How Spain will help homeowners with rising variable mortgage rates

The plan was announced on Monday November 21st by Spain’s Ministry of Economic Affairs, which said that the agreement “will preserve financial stability” in the face of the sharp rise in interest rates that have been applied by the European Central Bank since August.  

The agreement still has to be brought before the Spanish Cabinet on Tuesday November 22nd, before its final approval.  

The deal will help alleviate the effects that high interest rates are already having on variable mortgage bills.  

For example, a person with a €150,000 mortgage at a variable rate to be paid over 30 years spent €448 in October last year, but the same mortgage this October (2022) was €675, which is 50 percent more.

Three in every four mortgages taken out in Spain are variable rather than fixed. 

READ ALSO: Why mortgage payments in Spain could increase by up to €120 a month

What are the new measures and who will they help?

The agreement will help families who earn less than €25,200 per year. They will be able to benefit from an improvement to the Code of Good Practices, which the banks agreed with the former right-wing Rajoy government in 2012.  

The code is currently limited to those with a maximum income of €24,318, but the new agreement aims to increase this.  

Those who benefit from the improved code will:

  • Be allowed to pay only the interest on their loan for five years.
  • Will have the maximum interest on their loan limited.
  • And will have the period in which to pay back the loan extended to 40 years. 

If after these three measures are applied, families are still having to pay 50 percent of their household income to mortgage repayments, then they will be allowed to request a reduction from their bank. Keep in mind though, the bank can refuse this request.  

Finally, if this is not enough or the bank refuses, families will receive a loan in order to help pay their mortgage bills to the bank.  

Previously, families could only benefit from the Code of Good Practices if there had been a significant alteration in their financial situation in the past four years.

This meant that many people were not eligible because the problem had come from the increase in mortgage rates, rather than a change in their own financial situation.

The new measures will also reduce the maximum interest rate that households who benefit from the code will have to pay. Specifically, the maximum will be reduced from 0.25 percent plus the Euribor to -0.1 percent plus the Euribor.

Conditions for new homes will also be included but these will be less favourable. The time in which they have to repay the interest will be reduced to two years instead of five and they can extend the repayment period to a maximum of seven years.

READ ALSO: How to get a mortgage in Spain if you don’t have a job contract

What effect will this have on mortgage repayments?

Spain’s Ministry of Economic Affairs believes that a household with a mortgage of €120,000 and a monthly payment of €524, will now see their bill reduced during the five-year grace period by more than 50 percent down to €246.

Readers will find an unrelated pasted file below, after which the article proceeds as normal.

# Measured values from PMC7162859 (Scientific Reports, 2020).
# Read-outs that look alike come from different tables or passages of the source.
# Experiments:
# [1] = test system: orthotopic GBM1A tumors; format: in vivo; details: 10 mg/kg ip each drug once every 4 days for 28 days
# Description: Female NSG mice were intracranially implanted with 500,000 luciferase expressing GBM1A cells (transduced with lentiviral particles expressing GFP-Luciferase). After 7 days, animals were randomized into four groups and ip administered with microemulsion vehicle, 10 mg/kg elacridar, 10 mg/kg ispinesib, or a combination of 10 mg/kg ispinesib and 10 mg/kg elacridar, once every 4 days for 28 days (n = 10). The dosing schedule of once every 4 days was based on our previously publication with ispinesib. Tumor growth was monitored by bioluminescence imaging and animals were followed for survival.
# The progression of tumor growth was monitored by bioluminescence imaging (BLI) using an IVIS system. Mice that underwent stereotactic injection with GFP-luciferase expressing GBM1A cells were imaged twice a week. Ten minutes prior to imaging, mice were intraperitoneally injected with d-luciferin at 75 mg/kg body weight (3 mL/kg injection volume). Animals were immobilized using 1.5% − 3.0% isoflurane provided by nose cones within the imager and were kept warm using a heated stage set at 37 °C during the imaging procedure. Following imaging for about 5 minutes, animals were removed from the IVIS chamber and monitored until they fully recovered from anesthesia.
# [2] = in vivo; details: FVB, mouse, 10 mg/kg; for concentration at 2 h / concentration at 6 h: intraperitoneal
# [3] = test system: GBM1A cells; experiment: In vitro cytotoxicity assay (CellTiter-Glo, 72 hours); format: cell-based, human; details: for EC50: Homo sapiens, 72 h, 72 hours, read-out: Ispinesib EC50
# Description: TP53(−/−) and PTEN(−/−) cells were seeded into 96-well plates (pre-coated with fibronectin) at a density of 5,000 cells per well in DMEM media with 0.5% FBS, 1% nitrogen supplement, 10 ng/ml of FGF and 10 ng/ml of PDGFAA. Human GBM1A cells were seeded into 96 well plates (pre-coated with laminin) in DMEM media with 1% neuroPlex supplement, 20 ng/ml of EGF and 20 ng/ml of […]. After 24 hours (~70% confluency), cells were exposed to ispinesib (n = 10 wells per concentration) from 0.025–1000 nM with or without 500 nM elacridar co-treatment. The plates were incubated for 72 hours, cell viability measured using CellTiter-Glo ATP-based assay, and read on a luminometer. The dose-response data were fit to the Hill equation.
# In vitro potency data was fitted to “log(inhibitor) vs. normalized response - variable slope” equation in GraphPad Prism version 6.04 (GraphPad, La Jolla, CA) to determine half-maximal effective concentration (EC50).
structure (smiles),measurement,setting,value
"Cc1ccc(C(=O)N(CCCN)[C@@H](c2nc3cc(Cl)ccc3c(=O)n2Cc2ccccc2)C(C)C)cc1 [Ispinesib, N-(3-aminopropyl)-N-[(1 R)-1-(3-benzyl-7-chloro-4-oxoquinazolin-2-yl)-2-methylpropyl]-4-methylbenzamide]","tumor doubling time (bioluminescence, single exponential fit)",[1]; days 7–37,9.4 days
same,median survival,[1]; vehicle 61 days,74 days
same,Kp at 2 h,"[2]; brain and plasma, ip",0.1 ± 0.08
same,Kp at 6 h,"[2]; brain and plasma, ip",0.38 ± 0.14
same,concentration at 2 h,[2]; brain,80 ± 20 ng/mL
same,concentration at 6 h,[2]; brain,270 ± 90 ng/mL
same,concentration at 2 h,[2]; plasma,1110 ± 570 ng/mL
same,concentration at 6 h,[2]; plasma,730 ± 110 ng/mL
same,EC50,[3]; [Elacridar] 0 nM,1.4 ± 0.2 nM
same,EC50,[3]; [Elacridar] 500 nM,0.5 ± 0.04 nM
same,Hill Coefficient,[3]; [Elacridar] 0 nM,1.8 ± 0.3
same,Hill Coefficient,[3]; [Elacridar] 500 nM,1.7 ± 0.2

What about mid-income earners who don’t qualify?  

The measures will also introduce a new Code of Good Practices that focuses on the middle class. The objective is that these families will have “a more gradual adaptation” to the new interest rates.

This will be extended to those who earn up to €29,400. In addition, families who allocate more than 30 percent of their income to mortgage repayments will be able to benefit from it, although they will have to demonstrate that their mortgage burden has risen by at least 20 percent.

For these middle-class earners, the banks must offer a freeze on payment increases for 12 months, so they will continue to pay the same bill for one year.

Once that year has elapsed in which the instalments will not be able to rise, they will be offered a lower interest rate on those twelve months that have been frozen, which they must pay at the end of the loan period.

They will also have the possibility of extending the term of their mortgage by seven years.

Is there any other financial help for those struggling to pay their mortgages?  

Yes, other new measures being introduced include expenses and commissions being reduced to facilitate the change from variable to fixed-rate mortgages.  

READ ALSO: How to change from a variable to a fixed mortgage in Spain

Fees for early repayment and changing your mortgage from variable to fixed rate will also be eliminated during 2023.  

The two Codes of Good Practices are expected to be available from January 1st 2023, and will be voluntarily adhered to by financial institutions. However, if the banks sign the agreements, they will be obliged to comply.

The first Code of Good Practices approved in 2012 was signed by almost all credit institutions in Spain.